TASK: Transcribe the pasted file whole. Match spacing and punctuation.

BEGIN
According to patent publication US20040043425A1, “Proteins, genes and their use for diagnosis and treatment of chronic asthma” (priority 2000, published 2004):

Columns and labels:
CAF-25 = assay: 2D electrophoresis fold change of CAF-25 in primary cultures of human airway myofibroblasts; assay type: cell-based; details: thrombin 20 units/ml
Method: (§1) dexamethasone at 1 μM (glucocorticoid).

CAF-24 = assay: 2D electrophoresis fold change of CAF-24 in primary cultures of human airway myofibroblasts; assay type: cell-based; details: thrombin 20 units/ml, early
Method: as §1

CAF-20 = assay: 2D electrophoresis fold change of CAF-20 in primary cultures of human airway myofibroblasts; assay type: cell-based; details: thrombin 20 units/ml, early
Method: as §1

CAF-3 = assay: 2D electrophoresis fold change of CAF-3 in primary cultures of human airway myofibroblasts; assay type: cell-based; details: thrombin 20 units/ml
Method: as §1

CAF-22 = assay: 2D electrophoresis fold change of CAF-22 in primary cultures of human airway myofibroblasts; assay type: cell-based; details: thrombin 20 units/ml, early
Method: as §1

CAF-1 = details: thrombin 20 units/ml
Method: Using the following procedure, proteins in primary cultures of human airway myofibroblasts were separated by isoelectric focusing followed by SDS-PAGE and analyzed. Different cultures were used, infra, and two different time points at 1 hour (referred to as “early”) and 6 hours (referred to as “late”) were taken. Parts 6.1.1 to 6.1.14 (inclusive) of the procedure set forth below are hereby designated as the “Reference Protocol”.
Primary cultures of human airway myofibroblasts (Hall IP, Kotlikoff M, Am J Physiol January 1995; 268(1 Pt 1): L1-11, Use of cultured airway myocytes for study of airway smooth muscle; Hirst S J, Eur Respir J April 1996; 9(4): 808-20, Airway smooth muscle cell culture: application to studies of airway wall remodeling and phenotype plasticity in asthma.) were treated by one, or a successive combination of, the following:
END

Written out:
According to patent publication US20040043425A1, “Proteins, genes and their use for diagnosis and treatment of chronic asthma” (priority 2000, published 2004):

Columns and labels:
CAF-25 = assay: 2D electrophoresis fold change of CAF-25 in primary cultures of human airway myofibroblasts; assay type: cell-based; details: thrombin 20 units/ml
Method: (§1) dexamethasone at 1 μM (glucocorticoid).

CAF-24 = assay: 2D electrophoresis fold change of CAF-24 in primary cultures of human airway myofibroblasts; assay type: cell-based; details: thrombin 20 units/ml, early
Method: as §1

CAF-20 = assay: 2D electrophoresis fold change of CAF-20 in primary cultures of human airway myofibroblasts; assay type: cell-based; details: thrombin 20 units/ml, early
Method: as §1

CAF-3 = assay: 2D electrophoresis fold change of CAF-3 in primary cultures of human airway myofibroblasts; assay type: cell-based; details: thrombin 20 units/ml
Method: as §1

CAF-22 = assay: 2D electrophoresis fold change of CAF-22 in primary cultures of human airway myofibroblasts; assay type: cell-based; details: thrombin 20 units/ml, early
Method: as §1

CAF-1 = details: thrombin 20 units/ml
Method: Using the following procedure, proteins in primary cultures of human airway myofibroblasts were separated by isoelectric focusing followed by SDS-PAGE and analyzed. Different cultures were used, infra, and two different time points at 1 hour (referred to as “early”) and 6 hours (referred to as “late”) were taken. Parts 6.1.1 to 6.1.14 (inclusive) of the procedure set forth below are hereby designated as the “Reference Protocol”.
Primary cultures of human airway myofibroblasts (Hall IP, Kotlikoff M, Am J Physiol January 1995; 268(1 Pt 1): L1-11, Use of cultured airway myocytes for study of airway smooth muscle; Hirst S J, Eur Respir J April 1996; 9(4): 808-20, Airway smooth muscle cell culture: application to studies of airway wall remodeling and phenotype plasticity in asthma.) were treated by one, or a successive combination of, the following: